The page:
2. basic knowledge of HTML/CSS, YouTube, Vimeo, and video editing software
3. familiarity with various Windows OSs and screen capture software and wireless networking setup and troubleshooting
4. ability to set up a basic database to record inventory (using OpenOffice or other Office suites)
5. technical ability to seamlessly interconnect your database and spreadsheet accounting software
6. working knowledge of Gimp, or some other image manipulation program – this is essential
7. good understanding of accounting principles as these pertain to the retail business
8. familiarity with federal and state tax laws, including those regulating ecommerce
9. ability to make informed decisions regarding liability and property damage insurance
10. having the experience and skill to make attractive store layout decisions
11. sufficient resourcefulness to obtain and install store fixtures – some of which you will have to do yourself
12. enough retail experience not to make poor decisions regarding over allocating shelf space to low margin inventory – this is related to (10) but has more to do with optimizing your inventory
13. deep knowledge of the needlepoint business, including having working relationships with vendors and needlepoint designers, as well as having a very good knowledge of stitching techniques and thread choices
14. ability to perform effective SEO without spending a penny enriching Google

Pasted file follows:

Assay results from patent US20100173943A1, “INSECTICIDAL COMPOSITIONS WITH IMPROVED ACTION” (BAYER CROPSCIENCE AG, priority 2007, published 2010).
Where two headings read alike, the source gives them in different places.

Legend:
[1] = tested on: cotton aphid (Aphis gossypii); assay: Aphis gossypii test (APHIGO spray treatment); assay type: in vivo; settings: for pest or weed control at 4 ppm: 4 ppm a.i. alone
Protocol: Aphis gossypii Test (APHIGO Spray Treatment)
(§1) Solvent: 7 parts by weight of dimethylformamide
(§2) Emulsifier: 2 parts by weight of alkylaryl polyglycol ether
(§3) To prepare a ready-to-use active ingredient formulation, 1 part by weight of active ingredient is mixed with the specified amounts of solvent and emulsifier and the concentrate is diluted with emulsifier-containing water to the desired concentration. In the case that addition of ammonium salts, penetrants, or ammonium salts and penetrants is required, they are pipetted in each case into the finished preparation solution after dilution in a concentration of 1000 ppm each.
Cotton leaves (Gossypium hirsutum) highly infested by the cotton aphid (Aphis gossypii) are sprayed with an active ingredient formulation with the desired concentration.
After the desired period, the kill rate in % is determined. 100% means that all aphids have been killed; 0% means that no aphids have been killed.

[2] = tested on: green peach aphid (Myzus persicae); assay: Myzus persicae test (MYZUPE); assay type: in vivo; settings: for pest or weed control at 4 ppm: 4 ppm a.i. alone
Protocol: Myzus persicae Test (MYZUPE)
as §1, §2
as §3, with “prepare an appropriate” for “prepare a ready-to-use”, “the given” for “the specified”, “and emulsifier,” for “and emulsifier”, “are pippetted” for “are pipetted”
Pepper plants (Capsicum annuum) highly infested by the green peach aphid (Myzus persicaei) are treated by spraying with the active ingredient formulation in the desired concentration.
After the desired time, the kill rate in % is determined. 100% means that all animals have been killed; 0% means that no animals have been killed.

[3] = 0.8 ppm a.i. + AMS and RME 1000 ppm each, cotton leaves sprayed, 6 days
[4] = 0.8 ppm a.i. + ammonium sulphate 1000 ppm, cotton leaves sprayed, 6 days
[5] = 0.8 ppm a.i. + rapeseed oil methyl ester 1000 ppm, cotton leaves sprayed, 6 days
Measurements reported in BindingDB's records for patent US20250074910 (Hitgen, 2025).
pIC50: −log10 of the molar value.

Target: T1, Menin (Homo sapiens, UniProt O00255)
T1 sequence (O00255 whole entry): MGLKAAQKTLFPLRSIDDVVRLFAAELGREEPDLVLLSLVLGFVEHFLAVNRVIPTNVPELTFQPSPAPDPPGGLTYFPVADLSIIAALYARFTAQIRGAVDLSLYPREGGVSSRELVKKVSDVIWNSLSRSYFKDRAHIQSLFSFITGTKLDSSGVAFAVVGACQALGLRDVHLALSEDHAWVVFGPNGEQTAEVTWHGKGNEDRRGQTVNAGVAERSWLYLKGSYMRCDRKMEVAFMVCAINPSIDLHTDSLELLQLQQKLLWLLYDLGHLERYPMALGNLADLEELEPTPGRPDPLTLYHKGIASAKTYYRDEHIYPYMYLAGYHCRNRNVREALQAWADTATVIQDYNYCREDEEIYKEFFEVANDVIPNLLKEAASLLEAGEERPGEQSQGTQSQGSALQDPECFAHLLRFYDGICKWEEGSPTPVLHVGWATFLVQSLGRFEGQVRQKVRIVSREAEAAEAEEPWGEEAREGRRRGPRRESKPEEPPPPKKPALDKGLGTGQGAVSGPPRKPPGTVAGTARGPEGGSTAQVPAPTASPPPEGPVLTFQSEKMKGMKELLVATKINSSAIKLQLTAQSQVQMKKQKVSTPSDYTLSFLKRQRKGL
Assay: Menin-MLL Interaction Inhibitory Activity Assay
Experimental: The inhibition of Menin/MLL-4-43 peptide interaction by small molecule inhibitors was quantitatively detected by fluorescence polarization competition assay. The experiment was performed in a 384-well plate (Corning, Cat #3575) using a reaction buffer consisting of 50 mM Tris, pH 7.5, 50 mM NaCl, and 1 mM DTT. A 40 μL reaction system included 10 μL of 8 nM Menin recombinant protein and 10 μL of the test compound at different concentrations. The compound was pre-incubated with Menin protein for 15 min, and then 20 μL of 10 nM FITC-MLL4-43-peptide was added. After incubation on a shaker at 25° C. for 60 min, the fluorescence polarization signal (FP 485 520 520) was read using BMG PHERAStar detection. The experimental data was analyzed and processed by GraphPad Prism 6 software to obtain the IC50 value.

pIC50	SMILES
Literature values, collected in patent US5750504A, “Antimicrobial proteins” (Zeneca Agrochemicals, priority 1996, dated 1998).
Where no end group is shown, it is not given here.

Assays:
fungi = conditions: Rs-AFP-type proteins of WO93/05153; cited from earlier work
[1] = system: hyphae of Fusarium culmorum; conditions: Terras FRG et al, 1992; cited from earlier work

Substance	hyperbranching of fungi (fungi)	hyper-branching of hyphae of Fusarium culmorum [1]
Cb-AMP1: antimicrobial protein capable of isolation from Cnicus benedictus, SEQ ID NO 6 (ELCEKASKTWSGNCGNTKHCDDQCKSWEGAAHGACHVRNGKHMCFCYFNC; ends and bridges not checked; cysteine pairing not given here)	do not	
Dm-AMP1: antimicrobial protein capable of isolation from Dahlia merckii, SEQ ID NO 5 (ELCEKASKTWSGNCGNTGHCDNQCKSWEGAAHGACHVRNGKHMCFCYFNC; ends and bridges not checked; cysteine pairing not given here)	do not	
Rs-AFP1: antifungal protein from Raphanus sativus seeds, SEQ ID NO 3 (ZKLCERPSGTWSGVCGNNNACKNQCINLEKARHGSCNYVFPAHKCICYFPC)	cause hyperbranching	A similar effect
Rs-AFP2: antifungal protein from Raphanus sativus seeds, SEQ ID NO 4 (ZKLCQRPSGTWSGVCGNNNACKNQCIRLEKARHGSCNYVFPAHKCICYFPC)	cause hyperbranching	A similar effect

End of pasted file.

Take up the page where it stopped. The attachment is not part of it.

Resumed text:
15. ability to make informed e-commerce decisions – including understanding the risks of credit card fraud and basic computer related security issues
16. deep knowledge of your customer base in order to make informed canvas and thread purchase decisions for your store
17. current knowledge of needlepoint trends and designs, at both the retail business level, as well as being on the constant lookout for new designs that will sell to your customers
18. ability to regularly write interesting blog content on a consistent basis. You need to be able to write something more compelling than just announcing your latest trunk show. That is advertising, not blogging, and will typically generate little traffic. As an entrepreneur, spending time blogging, only to end up with, say, 25 views a day, is a complete a waste of your valuable time,
19. photography skills – your merchandise has to look attractive. Know your camera or smartphone so you can do things like take panoramic shots of your store. You also have to have the patience to take thousands of pics, crop and upload them.
20. a positive, customer-facing disposition, as well as an ability to deal with constant uncertainty.
If you are contemplating owning your own needlepoint store, and do not have a partner or unlimited resources (in other words, you don’t have the cash to pay others to do the grunt work for you), please ask yourself whether you are ready, willing and able to wear all these different hats without suffering from a complete meltdown one week into the venture. Answer the question honestly: don’t kid yourself on this one.
Welcome to today’s world of modern needlepoint retailing!
© Erin McGrath and Needlepointland.com, 2012 – 2016